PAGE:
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Dec 3, 2015
I wanted to write a post about my decision to leave Facebook (again). It was in danger of turning into a treatise on how I see the future of the web. So, instead, I’ve decided to summarise my thoughts, and post this up as a “Work-in-progress”.
If this feels a bit like déjà vu, you’re right. I have posted before about my decision to leave Facebook. In fact, that was almost exactly 2 years ago.
I tried to leave. It didn’t work. Six months later I returned.
The main reason for my return was that Facebook had become the single place where my friends organised social events. I was locked in.
NB: I use the phrase “locked-in” here as a hat tip to Jaron Lanier and as a reminder to my future self to fully explain the influence his book, You are not a Gadget, has had on my “digital awakening”.
I deleted my Facebook account on 10th November 2015. This time there’s no going back.
###Why will it be different this time?
First, the community (friendship group) that prompted my return to Facebook last year has since gone way past Dunbar’s number and people around me are also starting to change the way they use Facebook. So hopefully I wont be alone in this. But, I will have to make a real concerted effort to keep up with friends, which I hope will lead to more meaningful relationships.
Secondly, I’m building a replacement. No, I’m not building a new Facebook. Let me explain…
One response I’ve had from people who disagree with my decision is that they could never live without Facebook. In particular, this tends to come from people who have family and friends scattered around the world.
But, the truth is, Facebook doesn’t allow you to do anything you couldn’t do before you got “locked in” to Facebook.
Facebook is not innovative. At least not for users. All Facebook did was popularise one single methodology for using the web. It created a template into which you put yourself.
You might have 1000 friends on Facebook. But, only if you reduce your definition of what a friend is.
You define yourself using a discrete set of options, you conform to Facebook’s “schema”, so you can be more easily packaged and sold to advertisers. I noticed Firefox put out a video on the hidden business of data yesterday. Kind of relevant.
The world is diverse, and the web should reflect that.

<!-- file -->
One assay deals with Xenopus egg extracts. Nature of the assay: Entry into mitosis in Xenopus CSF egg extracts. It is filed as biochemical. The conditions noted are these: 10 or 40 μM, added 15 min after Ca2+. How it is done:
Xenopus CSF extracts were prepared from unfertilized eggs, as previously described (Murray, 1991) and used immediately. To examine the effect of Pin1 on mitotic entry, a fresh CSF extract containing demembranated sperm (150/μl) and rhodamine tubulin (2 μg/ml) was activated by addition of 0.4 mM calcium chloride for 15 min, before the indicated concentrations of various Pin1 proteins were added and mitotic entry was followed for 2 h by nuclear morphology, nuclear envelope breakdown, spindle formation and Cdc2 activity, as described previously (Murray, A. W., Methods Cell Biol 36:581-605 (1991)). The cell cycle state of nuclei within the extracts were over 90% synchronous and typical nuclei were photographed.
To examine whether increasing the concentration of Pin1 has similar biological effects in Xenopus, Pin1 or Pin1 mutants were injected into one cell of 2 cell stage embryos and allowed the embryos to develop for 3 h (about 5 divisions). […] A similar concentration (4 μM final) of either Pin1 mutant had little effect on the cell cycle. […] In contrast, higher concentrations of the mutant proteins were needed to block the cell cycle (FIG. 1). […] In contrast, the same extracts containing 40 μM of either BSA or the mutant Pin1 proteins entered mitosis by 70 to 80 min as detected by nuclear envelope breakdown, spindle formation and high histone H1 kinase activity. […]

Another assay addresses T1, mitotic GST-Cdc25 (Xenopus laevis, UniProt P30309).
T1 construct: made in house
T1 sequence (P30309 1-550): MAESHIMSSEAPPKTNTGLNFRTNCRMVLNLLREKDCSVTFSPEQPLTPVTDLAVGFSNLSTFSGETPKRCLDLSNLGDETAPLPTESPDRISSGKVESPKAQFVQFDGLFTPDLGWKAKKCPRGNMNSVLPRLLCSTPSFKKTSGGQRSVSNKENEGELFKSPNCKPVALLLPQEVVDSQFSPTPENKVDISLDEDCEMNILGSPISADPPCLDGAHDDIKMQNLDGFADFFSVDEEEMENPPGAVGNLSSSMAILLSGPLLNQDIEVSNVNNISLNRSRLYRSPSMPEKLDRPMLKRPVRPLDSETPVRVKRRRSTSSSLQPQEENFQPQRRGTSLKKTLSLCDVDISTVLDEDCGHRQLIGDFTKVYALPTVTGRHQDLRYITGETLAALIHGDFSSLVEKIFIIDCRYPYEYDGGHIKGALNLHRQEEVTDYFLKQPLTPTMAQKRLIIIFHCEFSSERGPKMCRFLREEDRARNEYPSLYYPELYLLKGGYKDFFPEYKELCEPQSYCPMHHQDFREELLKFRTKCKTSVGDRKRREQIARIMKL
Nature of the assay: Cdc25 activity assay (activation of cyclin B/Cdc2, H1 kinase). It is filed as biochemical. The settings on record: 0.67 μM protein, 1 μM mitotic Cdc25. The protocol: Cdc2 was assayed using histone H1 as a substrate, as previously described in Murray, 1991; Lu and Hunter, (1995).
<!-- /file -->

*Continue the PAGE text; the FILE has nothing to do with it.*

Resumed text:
I’m getting distracted.
I was talking about building a replacement…
Earlier this year I attended the Indie Web Camp in Brighton.
The IndieWeb is a people-focused alternative to the 'corporate web'.
Here, I found a community of people building the web that they want, Selfdogfood style.
The IndieWeb is about having your own website. I’ve pretty much always had my own website, since I started using the web in the 90s.
I wrote a post in 2013 about the importance of owning your own personal domain name.
Back in the early days of the web everyone created their own little space on the web.
You “surfed” the web. Browsed from one site to another. Each site different, each site an individual expression of creativity, each site opinionated and varied. But now we don’t have variety. (and we’re in danger of not having opinion either - if we take all our info from Wikipedia).
And, as the internet opens up to more of the world, we should be getting more diversity, not less. It should be getting more interesting, more opinionated, more personal.
After the original dot-com bubble and collapse, into 2000, things look different on the web. The “hype” of the web was over.
But, Web 2.0 rose from the ashes, and offered new opportunities, slick new designs and new business models.
The legacy of Web 2.0 is that we’re left with corporate silos and monoculture.
The current accepted definition of Web 3.0 is related to the “Semantic Web”. It brings together ubiquitous computing, open data, and machine learning to a point where the network becomes “intelligent”.
But, any “intelligent” behaviour by the network requires us as humans to reduce what we think intelligence is.
I’d rather take an optimistic view about human potential, and then think about how the web can be used to benefit humanity.
I've always felt that the human-centered approach to computer science leads to more interesting, more exotic, more wild, and more heroic adventures than the machine-supremacy approach, where information is the highest goal.
-- Jaron Lanier
So, my next steps, are to continue to eat my own dog food. That is, to keep building my own tools, that will hopefully eventually be useful to others.
Let’s move away from the “lock in” of the current dominant corporate silos, and work to offer new ways to “unlock” the benefits technology can offer society.
That means tools for communities to cocreate. Tools for collaboration. And tools where individual creativity is the default option, not conforming to a standardised template.
You can no longer follow me on Facebook, but, if you’re still interested in hearing about what I’m up to, join my “tinyletter” personal newsletter.